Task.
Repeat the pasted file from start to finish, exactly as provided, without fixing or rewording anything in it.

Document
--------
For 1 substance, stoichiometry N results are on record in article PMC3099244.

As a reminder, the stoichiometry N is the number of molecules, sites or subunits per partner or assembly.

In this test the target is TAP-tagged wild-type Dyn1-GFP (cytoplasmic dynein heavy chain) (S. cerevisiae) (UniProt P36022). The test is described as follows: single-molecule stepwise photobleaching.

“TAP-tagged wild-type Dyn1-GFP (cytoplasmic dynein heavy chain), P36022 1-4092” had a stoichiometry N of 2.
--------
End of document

For 1 substance, stoichiometry N results are on record in article PMC3099244.

As a reminder, the stoichiometry N is the number of molecules, sites or subunits per partner or assembly.

In this test the target is TAP-tagged wild-type Dyn1-GFP (cytoplasmic dynein heavy chain) (S. cerevisiae) (UniProt P36022). The test is described as follows: single-molecule stepwise photobleaching.

“TAP-tagged wild-type Dyn1-GFP (cytoplasmic dynein heavy chain), P36022 1-4092” had a stoichiometry N of 2.